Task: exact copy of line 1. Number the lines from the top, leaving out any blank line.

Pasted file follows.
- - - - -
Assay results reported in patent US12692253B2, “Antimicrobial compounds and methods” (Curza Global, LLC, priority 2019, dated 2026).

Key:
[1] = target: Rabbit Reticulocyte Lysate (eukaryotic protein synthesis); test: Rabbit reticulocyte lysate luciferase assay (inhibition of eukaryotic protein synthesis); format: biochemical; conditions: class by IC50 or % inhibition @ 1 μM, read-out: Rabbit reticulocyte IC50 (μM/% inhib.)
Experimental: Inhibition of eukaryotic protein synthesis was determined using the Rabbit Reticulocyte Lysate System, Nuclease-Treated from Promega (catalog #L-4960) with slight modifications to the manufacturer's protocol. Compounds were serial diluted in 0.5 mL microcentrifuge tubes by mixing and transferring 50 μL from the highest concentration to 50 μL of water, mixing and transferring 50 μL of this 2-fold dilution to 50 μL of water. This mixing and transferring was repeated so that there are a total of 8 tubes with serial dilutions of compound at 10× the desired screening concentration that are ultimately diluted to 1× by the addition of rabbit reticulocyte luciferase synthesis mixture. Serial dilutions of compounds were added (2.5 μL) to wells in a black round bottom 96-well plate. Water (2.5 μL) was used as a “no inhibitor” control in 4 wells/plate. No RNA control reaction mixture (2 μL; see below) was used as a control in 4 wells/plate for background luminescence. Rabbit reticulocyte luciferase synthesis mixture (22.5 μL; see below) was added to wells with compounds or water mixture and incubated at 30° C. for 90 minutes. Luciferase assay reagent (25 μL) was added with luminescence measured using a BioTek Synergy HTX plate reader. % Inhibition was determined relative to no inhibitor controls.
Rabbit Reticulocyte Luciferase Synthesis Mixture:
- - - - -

Assay results reported in patent US12692253B2, “Antimicrobial compounds and methods” (Curza Global, LLC, priority 2019, dated 2026).